WELLINGTON, Aug. 9 (Xinhua) -- The population of New Zealand's critically endangered flightless parrots, kakapo, have increased from 197 to 252 in the 2022 breeding season.
"There are now more of the endangered parrots than there have been for almost 50 years," Conservation Minister Poto Williams said in a statement on Tuesday.
The flightless, nocturnal parrot is a species unique to New Zealand. They breed only every two to four years when the island country's rimu trees, or "red pine", produce enough fruit.
During breeding seasons, the Department of Conservation (DOC) and Ngai Tahu, the principal Maori tribe of the South Island, aim to have as many kakapo chicks raised in nests as possible. They only intervene with hand-rearing when chicks are at risk.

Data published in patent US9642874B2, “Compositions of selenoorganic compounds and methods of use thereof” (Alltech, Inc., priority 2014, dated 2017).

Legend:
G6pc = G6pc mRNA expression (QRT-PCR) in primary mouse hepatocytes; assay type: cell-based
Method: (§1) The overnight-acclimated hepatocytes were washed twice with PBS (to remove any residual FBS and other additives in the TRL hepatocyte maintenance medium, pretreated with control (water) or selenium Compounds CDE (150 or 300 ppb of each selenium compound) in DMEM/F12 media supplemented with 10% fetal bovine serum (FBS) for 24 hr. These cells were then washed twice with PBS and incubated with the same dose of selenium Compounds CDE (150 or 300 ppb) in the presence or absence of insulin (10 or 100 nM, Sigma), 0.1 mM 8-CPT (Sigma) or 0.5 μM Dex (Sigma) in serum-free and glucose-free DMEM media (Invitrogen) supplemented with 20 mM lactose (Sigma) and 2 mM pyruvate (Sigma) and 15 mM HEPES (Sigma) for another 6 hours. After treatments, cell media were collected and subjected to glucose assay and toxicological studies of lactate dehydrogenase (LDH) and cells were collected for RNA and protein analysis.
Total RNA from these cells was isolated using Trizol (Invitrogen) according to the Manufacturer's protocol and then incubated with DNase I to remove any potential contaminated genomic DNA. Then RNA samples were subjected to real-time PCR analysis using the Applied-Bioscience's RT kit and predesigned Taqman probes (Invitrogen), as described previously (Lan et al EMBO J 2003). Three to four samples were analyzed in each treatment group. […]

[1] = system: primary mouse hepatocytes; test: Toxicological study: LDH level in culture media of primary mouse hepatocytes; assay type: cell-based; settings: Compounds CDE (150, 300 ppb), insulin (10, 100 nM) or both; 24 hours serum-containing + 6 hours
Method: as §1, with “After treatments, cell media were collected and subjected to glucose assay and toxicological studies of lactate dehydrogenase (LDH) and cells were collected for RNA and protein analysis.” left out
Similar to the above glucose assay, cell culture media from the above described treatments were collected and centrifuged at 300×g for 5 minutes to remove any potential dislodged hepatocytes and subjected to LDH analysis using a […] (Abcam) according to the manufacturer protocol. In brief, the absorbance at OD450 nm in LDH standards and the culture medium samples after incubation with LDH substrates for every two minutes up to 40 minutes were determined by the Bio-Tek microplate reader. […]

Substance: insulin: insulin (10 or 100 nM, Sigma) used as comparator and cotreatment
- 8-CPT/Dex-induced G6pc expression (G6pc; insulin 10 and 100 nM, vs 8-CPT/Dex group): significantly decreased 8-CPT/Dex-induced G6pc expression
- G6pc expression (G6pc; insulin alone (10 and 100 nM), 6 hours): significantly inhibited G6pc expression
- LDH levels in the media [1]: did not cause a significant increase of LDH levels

This season 49 were raised in the nest and six were fully hand reared, Williams said, adding that the 55 chicks were added to the official population only when they reached 150 days old.
"The chicks generally get themselves in to high-risk situations, and occasionally need to be rescued from clumsy episodes, such as getting stuck in mud or getting their legs caught in trees," she said, adding that this has been the second biggest breeding season, leading to the highest number of birds since the 1970s.
The vision for kakapo is to grow their numbers and ensure they can live freely in a natural environment, said the minister. ■